We will hold a bricolage exhibition again this year with 20 artists.
The artists will take broken parts from the valuable collection of ethnic goods and transform them into new works of art.
Cultural anthropologist Yoshihiko Yamaguchi has collected more than 20,000 artifacts and living creatures while living with ethnic minorities in various regions.
Some of the items in this vast collection have been damaged in the process of preservation and can no longer be used as they should be.
These objects were nurtured in the mysterious nature.
What will we, the people of today, receive from them and pass them on to future generations?
Please come and see the breath of life created by TRACING THE ROOTS exhibiting artists who have diverse roots and expressions.
2023.10.10 Tue – 10.15 Sun 11:00-18:00
＊ Fri 13:00-18:00、Sun 11:00-17:00
Yoshihiko Yamaguchi (Cultural Anthropology Researcher)
Born in Tsuruoka City, Yamagata Prefecture in 1942.Started his fieldwork around 1967, traveling to 85 countries in Asia and Africa, and began research in the Amazon basin in 1971. After returning to Japan, he devoted himself to promoting international understanding and exchange in his hometown ,Tsuruoka City, and served as the director of the Amazon Museum of Ethnology. In 2005, he received the Tsuruoka City Government Meritorious Service Award. Currently, he is an advisor to the General incorporated association Amazon Museum.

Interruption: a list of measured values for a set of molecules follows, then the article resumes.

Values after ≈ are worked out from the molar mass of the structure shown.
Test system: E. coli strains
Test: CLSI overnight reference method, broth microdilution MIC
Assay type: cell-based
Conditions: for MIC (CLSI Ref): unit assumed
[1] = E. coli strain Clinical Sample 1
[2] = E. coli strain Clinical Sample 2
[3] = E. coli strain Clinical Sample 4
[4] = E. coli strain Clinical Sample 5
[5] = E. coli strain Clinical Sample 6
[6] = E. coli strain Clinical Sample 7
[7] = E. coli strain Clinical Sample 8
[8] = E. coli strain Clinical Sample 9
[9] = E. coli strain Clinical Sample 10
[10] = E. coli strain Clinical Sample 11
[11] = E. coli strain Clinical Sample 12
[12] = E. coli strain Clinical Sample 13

As a young boy who loved insects, his first dream was to visit the “Insect Kingdom” of the Amazon forest with its giant beetles and shining blue Morpho butterflies. While studying in France, he was fascinated by the fieldwork of Levi Strauss and became deeply interested in the life and culture of the indigenous people living in the Amazon. His dream has since grown, and for more than 40 years he has been researching, studying, and collecting materials related to the harmony of nature and culture in the Amazon.
Message from Mr. Yoshihiko Yamaguchi
The indigenous people living in the Amazon recognize themselves as part of the forest, and have continued to make the tools necessary for their daily lives with the blessings of nature and the wisdom they have inherited. Many of the tools I inherited from them have not returned to the soil even after half a century, but have retained their original forms, retaining the spirituality of the indigenous people.
This Bricolage Exhibition is an unprecedented attempt to breathe “life” into damaged ethnic materials with the sense of contemporary art, and I am very much looking forward to seeing what kind of works will be completed.
The materials for the works also include objects of daily life made from familiar items by indigenous peoples outside of the Amazon. I am hopeful that by combining these materials, we can create a worldview that is both innovative and diverse.